As I sit here, an itchy, pink mess, whiling away the minutes before wending my way to school for another day of temporal assassination - the norm in these the twilight days of the school year - there is just time to begin to compose what could potentially be the last installment from this torrid west African back water. Time enough to gather a few thoughts in readiness for the ten lights of Cameroon. Doesn’t, admittedly have the same ring as “top ten” or “highlights” but given than I’m writing this senza preparation, just for a change, I can neither guarantee that they will be top, nor particularly high. There may not even be ten ... would hate to be accused of misleading my public!
So, in no particular order: Things That Sum Up Cameroon; snappy title or what?
“NASSARA!” - It would be fair to say that I’ve been around a bit, and everywhere I’ve been I’ve usually been labelled as either foreign or white, usually both: “Inji” in India, “Weigook” in Korea and “Nassara” here. It’s understandable; it’s not like I blend in. Here, the name calling reaches unprecedented levels.
In India and Korea people, particularly smallish child type people, will often turn to their fellow urchins and in sotto voce undertones point you out to their friends. Here people will scream across the street for no other reason, seamingly, than wishing to remind you that you are white. Old, young, rich, poor, men, women, strangers, ‘friends’ ... pretty much everyone. They’re not trying to get your attention, or initiate a discussion on Tibetan freedom or, indeed, exhange recipes for carrot and coriander soup. They’re not even saying hello.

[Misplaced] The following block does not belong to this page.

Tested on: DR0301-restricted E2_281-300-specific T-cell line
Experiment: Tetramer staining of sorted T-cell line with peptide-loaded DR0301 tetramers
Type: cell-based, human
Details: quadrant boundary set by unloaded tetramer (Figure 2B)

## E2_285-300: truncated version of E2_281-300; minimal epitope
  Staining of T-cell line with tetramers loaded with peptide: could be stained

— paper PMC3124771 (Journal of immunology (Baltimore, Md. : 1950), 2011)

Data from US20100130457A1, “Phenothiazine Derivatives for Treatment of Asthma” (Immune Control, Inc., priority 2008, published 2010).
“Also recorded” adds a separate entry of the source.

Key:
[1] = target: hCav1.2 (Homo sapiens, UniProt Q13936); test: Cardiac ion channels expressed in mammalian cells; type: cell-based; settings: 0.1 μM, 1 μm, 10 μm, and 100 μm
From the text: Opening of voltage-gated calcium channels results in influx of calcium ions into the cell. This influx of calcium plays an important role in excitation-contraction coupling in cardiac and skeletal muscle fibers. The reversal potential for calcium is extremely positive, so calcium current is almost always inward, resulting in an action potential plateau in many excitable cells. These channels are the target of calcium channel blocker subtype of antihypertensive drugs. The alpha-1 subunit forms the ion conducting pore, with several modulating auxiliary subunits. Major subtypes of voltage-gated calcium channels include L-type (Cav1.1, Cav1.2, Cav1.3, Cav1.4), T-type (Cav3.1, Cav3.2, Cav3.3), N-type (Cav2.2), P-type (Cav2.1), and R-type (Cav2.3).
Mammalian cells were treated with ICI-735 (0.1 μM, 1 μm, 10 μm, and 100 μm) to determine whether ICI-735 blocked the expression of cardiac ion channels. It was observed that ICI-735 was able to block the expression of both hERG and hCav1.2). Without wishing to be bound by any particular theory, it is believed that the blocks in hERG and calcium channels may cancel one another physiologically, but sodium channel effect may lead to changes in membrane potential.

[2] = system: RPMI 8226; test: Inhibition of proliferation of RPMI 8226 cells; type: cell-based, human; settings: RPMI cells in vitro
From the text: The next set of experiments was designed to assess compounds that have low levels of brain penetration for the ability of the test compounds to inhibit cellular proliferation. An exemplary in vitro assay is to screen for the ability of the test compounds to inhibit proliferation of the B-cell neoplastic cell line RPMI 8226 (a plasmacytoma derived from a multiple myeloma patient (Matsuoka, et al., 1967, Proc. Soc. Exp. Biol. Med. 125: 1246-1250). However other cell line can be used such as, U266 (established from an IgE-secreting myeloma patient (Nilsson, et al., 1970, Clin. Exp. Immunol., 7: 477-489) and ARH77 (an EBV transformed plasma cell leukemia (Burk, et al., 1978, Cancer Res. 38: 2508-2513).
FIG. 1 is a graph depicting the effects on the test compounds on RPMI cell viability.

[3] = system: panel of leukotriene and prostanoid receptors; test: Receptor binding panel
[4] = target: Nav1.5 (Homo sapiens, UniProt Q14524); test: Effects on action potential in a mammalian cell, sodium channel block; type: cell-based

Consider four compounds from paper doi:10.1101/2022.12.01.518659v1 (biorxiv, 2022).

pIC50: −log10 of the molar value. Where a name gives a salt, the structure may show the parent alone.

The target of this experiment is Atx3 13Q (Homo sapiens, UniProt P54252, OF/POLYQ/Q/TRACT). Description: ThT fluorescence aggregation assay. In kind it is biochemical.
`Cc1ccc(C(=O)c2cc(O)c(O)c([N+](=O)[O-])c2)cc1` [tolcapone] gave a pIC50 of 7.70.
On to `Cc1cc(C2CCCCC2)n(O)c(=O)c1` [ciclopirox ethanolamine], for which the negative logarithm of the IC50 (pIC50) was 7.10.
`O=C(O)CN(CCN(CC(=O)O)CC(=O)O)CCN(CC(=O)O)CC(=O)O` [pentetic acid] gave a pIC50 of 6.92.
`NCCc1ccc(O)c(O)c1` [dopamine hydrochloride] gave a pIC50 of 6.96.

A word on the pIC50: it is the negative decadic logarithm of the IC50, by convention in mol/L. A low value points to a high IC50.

Don’t get it; never will. Have taken to either agreeing or looking around in mock surprise and asking “where?” ... they don’t get it. Do I care?
La Chaleur - They said it would be hot; I suspected they were probably right. Didn’t think they’d be this right.
There’s about a week and half in late December / early January when the temperature is just about perfect. After that the mercury just keeps on rising to its current level; eternal damnation’s departure lounge. You drip from every pore and there are times when you feel like the sweat is forging whole new outlets just to satisfy your body’s demands for perspiration.
Everything drips and you come to a point when eyebrows usurp opposable thumbs in the rank of finest evolutionary outcomes.
Life grinds to a halt under the incessantly watchful gaze of our nearest star. Shadows melt away, life is put on standby; even mad dogs give it a miss. Give me a steady light drizzle any day of the week.
Eating out - There’s something deeply decadent and generally quite pleasing about being able to go to your favourite drinking establishment and then go and get your food from somewhere else.
Can you think of anything nicer than sitting in [insert drinking establishment of choice], cold [insert liquid measurement of choice] of [insert tipple of choice] resting comfortably in hand and sitting in front of you is a freshly cooked [insert carry out of choice]. Give me that over [insert overpriced, sub-standard, disappointing and generally bland bar meal of choice] any day of the week.
E and its magic numbers
CES de Godola - 521 “children”; 5 “teachers”, 4 “classrooms”
children /’t∫ildr∂n/ n.pl. - anyone between the ages of 11 and 35;
teachers /’ti:t∫∂z/ n.pl. - untrained person, usually male, aged between 18 and 30, paid approximately £30 per month for 25+ hours of teaching per week;
classrooms /’kla:srumz/ n.pl. - unlit, poorly ventilated, cramped enclosed space akin to a battery farm, in which learning is expected to take place.
The weekly shop - In a world of vacuum-packed, chicken gall-bladder fattened gooseberry’s from Murmansk and mutant Martian mange-tout at all times of the year, it’s been an often rude shock to discover that carrots are seasonal. A dozen onions for 5p; the same of tomatoes for 10. More [insert seasonal fruit of choice] than you could waggle Epping, New and Nottingham Forests at should you have the time, energy or inclination.